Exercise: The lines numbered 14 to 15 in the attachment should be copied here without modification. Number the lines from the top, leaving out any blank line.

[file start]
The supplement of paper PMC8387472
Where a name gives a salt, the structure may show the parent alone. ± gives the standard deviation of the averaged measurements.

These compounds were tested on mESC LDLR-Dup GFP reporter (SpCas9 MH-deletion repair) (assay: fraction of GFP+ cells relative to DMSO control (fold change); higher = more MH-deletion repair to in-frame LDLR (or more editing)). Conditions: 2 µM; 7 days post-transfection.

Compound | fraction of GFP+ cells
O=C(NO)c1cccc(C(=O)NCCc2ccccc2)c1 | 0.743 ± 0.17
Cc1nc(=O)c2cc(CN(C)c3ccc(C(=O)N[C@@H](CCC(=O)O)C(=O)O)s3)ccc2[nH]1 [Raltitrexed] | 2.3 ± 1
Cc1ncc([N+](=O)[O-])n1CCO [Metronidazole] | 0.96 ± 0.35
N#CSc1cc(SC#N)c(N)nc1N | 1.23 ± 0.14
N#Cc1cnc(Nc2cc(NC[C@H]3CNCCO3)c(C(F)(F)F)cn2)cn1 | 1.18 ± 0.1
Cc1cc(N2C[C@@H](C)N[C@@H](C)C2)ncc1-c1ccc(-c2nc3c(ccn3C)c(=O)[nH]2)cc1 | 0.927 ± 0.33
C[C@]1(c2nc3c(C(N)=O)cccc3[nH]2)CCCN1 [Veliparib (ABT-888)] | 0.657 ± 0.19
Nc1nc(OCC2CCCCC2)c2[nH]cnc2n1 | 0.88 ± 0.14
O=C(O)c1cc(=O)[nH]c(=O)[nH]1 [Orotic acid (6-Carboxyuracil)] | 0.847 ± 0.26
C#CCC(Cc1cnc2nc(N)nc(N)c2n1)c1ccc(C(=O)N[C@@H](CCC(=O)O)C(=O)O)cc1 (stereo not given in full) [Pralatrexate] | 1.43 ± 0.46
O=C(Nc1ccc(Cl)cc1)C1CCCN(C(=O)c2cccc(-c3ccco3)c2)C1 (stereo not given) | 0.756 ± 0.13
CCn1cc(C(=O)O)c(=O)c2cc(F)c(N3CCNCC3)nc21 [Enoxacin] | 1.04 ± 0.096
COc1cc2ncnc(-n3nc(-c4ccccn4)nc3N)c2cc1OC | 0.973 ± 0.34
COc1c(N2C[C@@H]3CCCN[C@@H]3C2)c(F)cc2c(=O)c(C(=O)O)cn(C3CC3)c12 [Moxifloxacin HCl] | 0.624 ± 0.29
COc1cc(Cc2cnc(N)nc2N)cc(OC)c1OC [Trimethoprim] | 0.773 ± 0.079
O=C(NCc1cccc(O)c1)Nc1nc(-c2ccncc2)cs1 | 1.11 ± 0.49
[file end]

C#CCC(Cc1cnc2nc(N)nc(N)c2n1)c1ccc(C(=O)N[C@@H](CCC(=O)O)C(=O)O)cc1 (stereo not given in full) [Pralatrexate] | 1.43 ± 0.46
O=C(Nc1ccc(Cl)cc1)C1CCCN(C(=O)c2cccc(-c3ccco3)c2)C1 (stereo not given) | 0.756 ± 0.13